There’s the old joke refuting the belief that dogs can’t count. If they are accustomed to receiving two cookies every morning, the story goes, try giving them one and see if the dog goes away. It’s not so much a lesson in mathematics as it is a lesson in focus — especially on something the dog wants and expects.
I’m reminded of that intense single-mindedness in Sally McIlwain’s debut children’s book Carly’s 10! — the story of a girl turning 10 years old and obsessed with the notion that she will be getting a puppy as her present.
If you ever think kids aren’t listening, just remember they hear what they want to hear — and will never let go of a thought that is attractive and important to them.
McIlwain writes, “Her mom always told her that when a girl turned 10 years old, she was at the age where she could handle the responsibility of owning a pet.”
Those words were etched into Carly’s mind. As the book begins, Carly wakes up eagerly. It is her 10th birthday, and she has every reason to believe she will be getting that puppy.
Or will she?
WAITING ON THAT BIG BIRTHDAY SURPRISE
She comes down to breakfast expecting a furry friend and is greeted with a plate of homemade pancakes dripping with maple syrup.
Then her mom comes back with something fluffy in her arms — a bunch of towels.
Perhaps when mom brings cupcakes to Carly’s school for her class birthday celebration, the puppy will come along. Or at the birthday gathering later on at Grandma’s house.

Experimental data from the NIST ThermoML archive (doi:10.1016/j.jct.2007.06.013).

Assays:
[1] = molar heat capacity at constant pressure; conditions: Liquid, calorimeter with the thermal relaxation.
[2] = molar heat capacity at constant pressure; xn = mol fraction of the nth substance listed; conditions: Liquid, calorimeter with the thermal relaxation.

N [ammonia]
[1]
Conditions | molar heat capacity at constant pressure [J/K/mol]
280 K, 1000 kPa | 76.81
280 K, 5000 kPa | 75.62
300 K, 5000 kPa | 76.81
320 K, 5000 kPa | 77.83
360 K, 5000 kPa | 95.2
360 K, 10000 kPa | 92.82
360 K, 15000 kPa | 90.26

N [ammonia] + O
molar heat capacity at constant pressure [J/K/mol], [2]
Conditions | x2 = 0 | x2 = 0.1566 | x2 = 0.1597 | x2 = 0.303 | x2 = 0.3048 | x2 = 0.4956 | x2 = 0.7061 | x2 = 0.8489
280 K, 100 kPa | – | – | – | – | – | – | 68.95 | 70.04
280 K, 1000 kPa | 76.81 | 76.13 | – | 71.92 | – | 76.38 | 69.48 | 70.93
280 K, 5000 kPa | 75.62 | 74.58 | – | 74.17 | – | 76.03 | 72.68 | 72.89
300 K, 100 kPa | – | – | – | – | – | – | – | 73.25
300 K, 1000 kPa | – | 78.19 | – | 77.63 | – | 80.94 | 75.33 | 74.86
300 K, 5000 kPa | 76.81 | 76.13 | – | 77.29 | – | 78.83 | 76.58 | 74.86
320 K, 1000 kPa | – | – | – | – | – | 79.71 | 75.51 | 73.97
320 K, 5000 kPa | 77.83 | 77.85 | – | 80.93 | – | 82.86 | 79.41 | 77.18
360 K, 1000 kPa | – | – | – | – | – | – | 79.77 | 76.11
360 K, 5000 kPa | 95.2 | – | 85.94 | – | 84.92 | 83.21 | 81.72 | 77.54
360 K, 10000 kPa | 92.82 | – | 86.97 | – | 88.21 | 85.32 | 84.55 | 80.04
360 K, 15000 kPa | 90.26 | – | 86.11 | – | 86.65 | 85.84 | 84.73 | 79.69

Lots of cake, many presents, but something’s still missing.
As the story progresses, young readers will easily be able to relate to Carly’s plight. She is anxiously expecting something, tries her best to remain hopeful, but starts to wonder if she had misread the situation and her mother’s speech about what it means to be 10.
“What had she done wrong? Wasn’t she mature enough? Wasn’t she responsible enough? Didn’t anybody love her? All those thoughts were running through Carly’s mind,” writes McIlwain.
MCILWAIN CAPTURES THE EXCITEMENT OF BEING 10
As an elementary school teaching assistant, McIlwain certainly understands the mind of a young child and has the character traits down pat — from the behavior to the expectations to the emotions. Raising a daughter of her own adds to her creds.
McIlwain keeps the suspense and anticipation at high levels for young readers, and the plot progresses swiftly and fluidly, with a recurring theme structure of Carly hoping and then not getting. The story is enhanced by colorful and emotive pictures by Blueberry Illustrations.
By the end of the book, readers want to see a playful pup in Carly’s arms as much as she does. Carly is a good kid and is appreciative of all the birthday cards, parties, wishes and presents. But is there a big prize yet to come?
Take a look at Carly’s 10! It’s a landmark birthday that kids should remember. We know Carly will.